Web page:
Latest news on Russia and the war in Ukraine
UK says Russian offensive in northern Ukraine ‘ended in costly failure’
The British Ministry of Defense said the Russian offensive in northern Ukraine “ended in costly failure”.
The ministry said Russian forces were dispersed “too thinly without sufficient support from artillery and combat aircraft”. He said these efforts were based on “extremely optimistic assessments of the reception Russian troops would receive in Ukraine.”
“Russia has now adopted an ‘attrition strategy’ and is making slow and costly gains in the Donbass region” in eastern Ukraine, the ministry said.
Putin blames ‘short-sighted’ Western policy on energy and food issues
Russian President Vladimir Putin blamed the West for problems in global food and energy markets, warning that further sanctions would only worsen the situation.
“This is an absolutely myopic policy, wrong, I would say, just a stupid policy that leads to a dead end,” Putin said, according to Russian news agency TASS.
Russian President Vladimir Putin chairs a meeting on road construction development via video link at the Novo-Ogaryovo state residence outside Moscow on June 2, 2022.
Mikhail Metzel | AFP | Getty Images
Russia’s war in Ukraine has upended the global economy, disrupting global food and energy supply chains. The two nations produce about 30% of the world’s wheat and barley. The Food and Agriculture Organization of the United Nations has reported that food prices are at the highest levels on record.
“The unfavorable situation in the world food market did not begin to take shape yesterday or even from the moment when Russia launched a special military operation in the Donbass and Ukraine. It began to take shape as early as February 2020 in the process of dealing with the consequences of the coronavirus pandemic,” he said, according to a TASS report translated by NBC News.
Putin’s comments come as the UN continues efforts to release grain trapped in Ukraine’s Black Sea ports due to the Russian blockade.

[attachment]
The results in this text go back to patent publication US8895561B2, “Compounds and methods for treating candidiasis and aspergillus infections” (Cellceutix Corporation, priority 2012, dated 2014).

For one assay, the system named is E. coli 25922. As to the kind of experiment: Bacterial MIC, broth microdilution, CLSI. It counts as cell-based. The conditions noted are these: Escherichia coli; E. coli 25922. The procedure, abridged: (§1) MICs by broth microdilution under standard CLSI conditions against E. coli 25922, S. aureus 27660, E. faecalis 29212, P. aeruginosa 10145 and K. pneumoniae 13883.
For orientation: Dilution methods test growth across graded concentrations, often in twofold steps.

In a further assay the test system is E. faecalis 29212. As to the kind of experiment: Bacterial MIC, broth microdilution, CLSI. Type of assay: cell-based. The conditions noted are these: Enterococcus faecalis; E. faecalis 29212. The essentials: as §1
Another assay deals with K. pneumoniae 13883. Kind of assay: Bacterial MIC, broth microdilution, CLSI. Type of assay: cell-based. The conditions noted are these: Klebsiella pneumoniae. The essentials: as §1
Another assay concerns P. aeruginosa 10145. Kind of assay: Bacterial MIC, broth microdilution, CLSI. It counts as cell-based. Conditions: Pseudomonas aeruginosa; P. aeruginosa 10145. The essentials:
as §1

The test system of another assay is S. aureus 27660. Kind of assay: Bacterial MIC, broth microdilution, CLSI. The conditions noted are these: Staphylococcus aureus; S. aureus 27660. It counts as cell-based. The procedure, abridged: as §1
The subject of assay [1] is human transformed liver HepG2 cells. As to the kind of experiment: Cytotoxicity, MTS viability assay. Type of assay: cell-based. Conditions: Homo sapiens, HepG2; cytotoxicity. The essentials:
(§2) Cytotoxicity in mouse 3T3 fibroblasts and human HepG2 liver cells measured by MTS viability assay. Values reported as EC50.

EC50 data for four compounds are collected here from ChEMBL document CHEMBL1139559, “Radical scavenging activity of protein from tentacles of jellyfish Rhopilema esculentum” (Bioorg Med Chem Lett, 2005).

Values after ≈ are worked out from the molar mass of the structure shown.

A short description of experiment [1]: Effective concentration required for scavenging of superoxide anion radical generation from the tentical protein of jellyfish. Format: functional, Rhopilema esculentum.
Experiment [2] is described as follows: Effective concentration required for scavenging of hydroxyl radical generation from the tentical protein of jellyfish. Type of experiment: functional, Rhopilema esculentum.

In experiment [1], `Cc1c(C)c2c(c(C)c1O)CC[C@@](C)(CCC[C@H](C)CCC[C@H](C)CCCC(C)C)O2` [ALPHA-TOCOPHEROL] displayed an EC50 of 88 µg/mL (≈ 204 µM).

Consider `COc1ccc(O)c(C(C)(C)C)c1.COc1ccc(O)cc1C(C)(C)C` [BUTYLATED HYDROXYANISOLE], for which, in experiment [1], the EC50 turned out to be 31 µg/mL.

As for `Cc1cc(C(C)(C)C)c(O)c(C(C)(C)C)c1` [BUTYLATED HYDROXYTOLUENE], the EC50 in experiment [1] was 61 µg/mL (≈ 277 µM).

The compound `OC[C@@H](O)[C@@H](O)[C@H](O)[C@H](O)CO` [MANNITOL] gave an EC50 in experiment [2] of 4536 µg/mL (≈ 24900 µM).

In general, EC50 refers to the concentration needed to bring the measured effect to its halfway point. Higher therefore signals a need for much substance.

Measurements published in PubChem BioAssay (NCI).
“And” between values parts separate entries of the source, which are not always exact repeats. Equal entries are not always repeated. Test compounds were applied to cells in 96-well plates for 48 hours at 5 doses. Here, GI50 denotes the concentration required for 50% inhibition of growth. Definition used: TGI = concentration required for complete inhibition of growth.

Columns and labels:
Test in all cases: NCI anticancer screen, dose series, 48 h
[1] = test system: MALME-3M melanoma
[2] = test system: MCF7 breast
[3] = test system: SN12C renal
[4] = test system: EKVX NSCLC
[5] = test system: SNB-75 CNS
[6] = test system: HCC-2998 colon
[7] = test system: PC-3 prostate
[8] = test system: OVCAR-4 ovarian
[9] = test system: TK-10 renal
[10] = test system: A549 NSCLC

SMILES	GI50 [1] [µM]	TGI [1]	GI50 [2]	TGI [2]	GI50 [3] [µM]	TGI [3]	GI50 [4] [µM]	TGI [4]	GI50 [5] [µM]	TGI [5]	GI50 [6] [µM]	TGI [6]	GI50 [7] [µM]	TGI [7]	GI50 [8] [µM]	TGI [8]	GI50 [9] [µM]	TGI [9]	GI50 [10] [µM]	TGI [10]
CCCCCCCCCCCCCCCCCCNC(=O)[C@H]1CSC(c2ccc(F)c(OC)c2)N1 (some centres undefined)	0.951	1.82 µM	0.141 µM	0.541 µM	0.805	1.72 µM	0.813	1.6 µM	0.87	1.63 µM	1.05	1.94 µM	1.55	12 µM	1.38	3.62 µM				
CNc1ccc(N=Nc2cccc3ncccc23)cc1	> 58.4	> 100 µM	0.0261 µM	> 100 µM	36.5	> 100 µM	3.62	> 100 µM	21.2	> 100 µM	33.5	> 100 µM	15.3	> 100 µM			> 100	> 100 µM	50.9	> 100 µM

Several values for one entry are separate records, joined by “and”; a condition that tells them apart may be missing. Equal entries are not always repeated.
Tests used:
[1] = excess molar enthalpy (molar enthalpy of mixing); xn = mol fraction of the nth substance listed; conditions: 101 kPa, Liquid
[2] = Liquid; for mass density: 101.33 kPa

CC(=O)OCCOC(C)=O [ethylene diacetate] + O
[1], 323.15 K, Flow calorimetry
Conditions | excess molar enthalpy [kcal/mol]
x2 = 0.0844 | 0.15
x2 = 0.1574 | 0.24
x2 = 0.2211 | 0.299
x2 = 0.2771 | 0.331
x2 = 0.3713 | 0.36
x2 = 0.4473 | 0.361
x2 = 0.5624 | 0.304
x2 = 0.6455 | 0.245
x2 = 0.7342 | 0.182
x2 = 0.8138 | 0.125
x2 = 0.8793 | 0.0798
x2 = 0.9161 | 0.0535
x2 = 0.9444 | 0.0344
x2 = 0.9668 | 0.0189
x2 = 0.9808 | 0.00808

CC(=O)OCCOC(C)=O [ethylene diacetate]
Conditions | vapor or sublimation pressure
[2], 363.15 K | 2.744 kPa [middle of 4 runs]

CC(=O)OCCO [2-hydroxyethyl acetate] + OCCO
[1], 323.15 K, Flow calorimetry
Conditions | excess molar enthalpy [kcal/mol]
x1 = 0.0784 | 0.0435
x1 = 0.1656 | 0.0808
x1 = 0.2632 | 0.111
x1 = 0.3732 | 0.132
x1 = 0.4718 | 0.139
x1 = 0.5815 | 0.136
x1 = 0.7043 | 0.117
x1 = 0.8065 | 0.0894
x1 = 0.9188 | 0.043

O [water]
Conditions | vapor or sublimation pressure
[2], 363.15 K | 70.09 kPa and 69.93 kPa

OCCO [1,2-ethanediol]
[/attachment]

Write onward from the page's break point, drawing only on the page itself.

UN calls for end to violence as it works to release grain exports stuck at Black Sea ports
As the war in Ukraine entered its 100th day, United Nations Secretary-General Antonio Guterres said the conflict “has already claimed thousands of lives, caused untold destruction, displaced millions, led to unacceptable human rights violations and fueled a three-dimensional global crisis – food, energy and financial – that hits the most vulnerable people, countries and economies.”
“As we mark this tragic day, I renew my call for an immediate cessation of violence, unhindered humanitarian access to all in need, the safe evacuation of civilians trapped in combat zones and the urgent protection of civilians and respect for human rights in accordance with international standards,” the UN chief said.
The UN said it was continuing its work to release grain stuck in Ukrainian Black Sea ports as well as to secure fertilizer from the main Russian producer. The agency estimates that 1.5 billion people worldwide need this food and fertilizer. He stressed that the resumption of exports is essential to prevent another crisis.
While humanitarian efforts have sought alternatives to sea-based exports, the UN said the sea remains the “only viable solution” due to the “huge amount of grain and other essential foodstuffs produced”. Rail and road transport cannot handle the same volume and have their own logistical problems, said UN crisis coordinator for Ukraine Amin Awad.